In the year 1845 Mr. Lancaster started the Kirkless Hall Colliery, Aspull, and there laid the foundation of that great concern—the Wigan Coal and Iron Company—which has since developed into one of the largest mining companies in the kingdom.
In the year 1847, Mr. Lancaster became mineral agent to Lord Mostyn at Mostyn Colliery, Flintshire, and continued to fill that post for several years.
From 1849 to 1856 he had the management of Earl Granville's ironworks and collieries, Shelton, North Staffordshire, and he erected the Shelton Bar Ironworks, in which Earl Granville is and was from the first largely interested.
In 1855 he took charge of sinking a new colliery at Shireoaks, near Worksop, 520 yards deep, for the Duke of Newcastle. This colliery was completed in 1858, and has been, and still is, very successfully worked by a company, which bought, it and leased the mines from the Duke. In the year 1858 Mr. Lancaster and his partners built the Kirkless Hall Ironworks. Five furnaces were built from 1856 to 1860, and they were the first erected in Lancashire, with the exception of two small charcoal furnaces at Ulverston. The Kirkless Hall Works have been extended from time to time until they now comprise ten blast furnaces.
In 1865 the Wigan Coal and Iron Company was formed, with a capital of over two millions, by an amalgamation of the collieries belonging to and worked by the Earl of Crawford and Balcarres and the collieries and ironworks carried on by Mr. Lancaster and his partners. The concerns taken over were the Haigh and Holland Collieries, the Kirkless Hall Collieries and Ironworks, the Standish and Shevington Cannel Works, the Broomfield Colliery, and the pits worked by Mr. J. Taylor under the style of the Standish Coal Company. Mr. Lancaster was appointed the first chairman, and he continued his connection with the concern until 1870, when, owing to certain differences, he withdrew from the company. From that time until his death he was chairman of the West Cumberland Iron and Steel Company. He was also a partner in the Eldon Colliery, Durham; the projector and the chairman of the Bestwood Coal and Iron Company, near Nottingham; and a partner in the Nant-y-Glo and Blaina Collieries, South Wales.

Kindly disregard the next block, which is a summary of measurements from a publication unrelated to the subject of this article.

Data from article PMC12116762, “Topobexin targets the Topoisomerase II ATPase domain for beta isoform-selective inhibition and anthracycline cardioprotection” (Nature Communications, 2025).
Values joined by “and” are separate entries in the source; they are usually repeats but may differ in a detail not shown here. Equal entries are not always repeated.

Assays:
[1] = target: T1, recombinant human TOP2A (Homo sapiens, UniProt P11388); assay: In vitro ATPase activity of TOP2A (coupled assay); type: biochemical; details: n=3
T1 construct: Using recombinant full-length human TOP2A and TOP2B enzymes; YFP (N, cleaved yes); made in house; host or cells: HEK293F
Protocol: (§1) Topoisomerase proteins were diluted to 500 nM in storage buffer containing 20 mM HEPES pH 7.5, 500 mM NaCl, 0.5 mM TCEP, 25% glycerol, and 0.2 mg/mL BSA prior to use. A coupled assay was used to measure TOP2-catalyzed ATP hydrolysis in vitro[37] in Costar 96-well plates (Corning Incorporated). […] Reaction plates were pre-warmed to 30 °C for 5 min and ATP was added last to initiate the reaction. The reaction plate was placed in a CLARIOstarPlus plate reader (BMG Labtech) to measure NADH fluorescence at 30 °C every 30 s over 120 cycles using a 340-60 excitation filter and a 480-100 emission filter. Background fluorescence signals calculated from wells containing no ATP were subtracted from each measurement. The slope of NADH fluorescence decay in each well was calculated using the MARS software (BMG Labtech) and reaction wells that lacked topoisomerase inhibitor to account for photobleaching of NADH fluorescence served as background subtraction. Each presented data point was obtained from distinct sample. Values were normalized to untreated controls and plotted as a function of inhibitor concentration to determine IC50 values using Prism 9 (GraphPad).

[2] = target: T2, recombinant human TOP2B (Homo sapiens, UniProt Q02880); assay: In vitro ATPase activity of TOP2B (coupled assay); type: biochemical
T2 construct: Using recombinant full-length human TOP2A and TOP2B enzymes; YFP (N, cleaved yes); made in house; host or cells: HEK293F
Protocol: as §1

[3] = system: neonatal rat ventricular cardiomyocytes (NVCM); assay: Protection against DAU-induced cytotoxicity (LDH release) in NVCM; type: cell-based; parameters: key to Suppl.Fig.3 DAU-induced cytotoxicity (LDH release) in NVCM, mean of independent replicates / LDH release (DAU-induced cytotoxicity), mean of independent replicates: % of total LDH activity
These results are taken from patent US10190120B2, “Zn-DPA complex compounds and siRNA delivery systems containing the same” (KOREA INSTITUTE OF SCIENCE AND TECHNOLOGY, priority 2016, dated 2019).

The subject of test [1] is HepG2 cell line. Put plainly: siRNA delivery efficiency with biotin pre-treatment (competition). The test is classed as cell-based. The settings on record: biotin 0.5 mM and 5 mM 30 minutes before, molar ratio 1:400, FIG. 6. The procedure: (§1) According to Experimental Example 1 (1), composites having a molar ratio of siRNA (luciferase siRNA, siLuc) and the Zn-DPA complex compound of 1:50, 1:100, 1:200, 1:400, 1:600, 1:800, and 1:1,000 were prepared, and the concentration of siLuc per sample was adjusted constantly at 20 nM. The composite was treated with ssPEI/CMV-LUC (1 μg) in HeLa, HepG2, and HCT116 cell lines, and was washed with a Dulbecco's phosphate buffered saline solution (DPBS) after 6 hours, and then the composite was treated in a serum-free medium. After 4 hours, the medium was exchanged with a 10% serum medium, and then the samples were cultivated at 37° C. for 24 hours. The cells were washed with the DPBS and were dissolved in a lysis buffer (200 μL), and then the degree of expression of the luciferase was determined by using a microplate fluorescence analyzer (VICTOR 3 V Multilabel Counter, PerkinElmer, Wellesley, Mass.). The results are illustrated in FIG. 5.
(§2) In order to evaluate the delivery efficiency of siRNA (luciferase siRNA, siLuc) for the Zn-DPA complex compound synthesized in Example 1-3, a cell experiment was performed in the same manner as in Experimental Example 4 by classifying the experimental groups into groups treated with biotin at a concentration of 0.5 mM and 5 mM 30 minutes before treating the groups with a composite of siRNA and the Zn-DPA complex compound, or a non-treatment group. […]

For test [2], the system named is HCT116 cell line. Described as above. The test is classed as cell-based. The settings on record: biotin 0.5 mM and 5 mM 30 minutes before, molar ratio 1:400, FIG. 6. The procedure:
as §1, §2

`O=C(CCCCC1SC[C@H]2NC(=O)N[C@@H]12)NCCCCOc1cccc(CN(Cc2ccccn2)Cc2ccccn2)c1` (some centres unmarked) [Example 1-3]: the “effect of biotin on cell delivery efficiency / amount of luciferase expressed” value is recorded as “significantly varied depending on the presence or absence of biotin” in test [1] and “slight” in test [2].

Mr. Lancaster took an active interest in railway development. As chairman of the Lancashire Union Railway Company he rendered services to the coal trade of that county which were recognised in August 1865 by the presentation to him of a service of silver plate, for the purchase of which over £400 was raised by public subscription.
One of the most notable events in the career of the deceased gentleman was his rescue, on the 19th June 1864, of the captain and crew of the Alabama, after the fight between that well-known Confederate .cruiser and the Federal war-steamer Kearsage. On the 25th March 1866 Mr. Lancaster was returned as member of Parliament for Wigan, and sat for that constituency until 1874, when be was opposed and defeated. He was placed on the Commission of the Peace for the county of Lancaster in 1865, and shortly afterwards he was appointed Deputy-Lieutenant for Warwickshire.
Mr. Lancaster was an original member of the Institute, and had acted on the Council from 1870 until the time of his death. He was a tolerably regular attender at the meetings of the Institute, and occasionally took part in debate. He was also a member of the Institution of Mechanical Engineers, a member of the Board of Management of the British Iron Trade Association, and a member of Council and past-President of the Mining Association of Great Britain.
He married, in 1841, Euphemia, eldest daughter of Mr. Gibson, of Johnstone, near Glasgow, who predeceased him.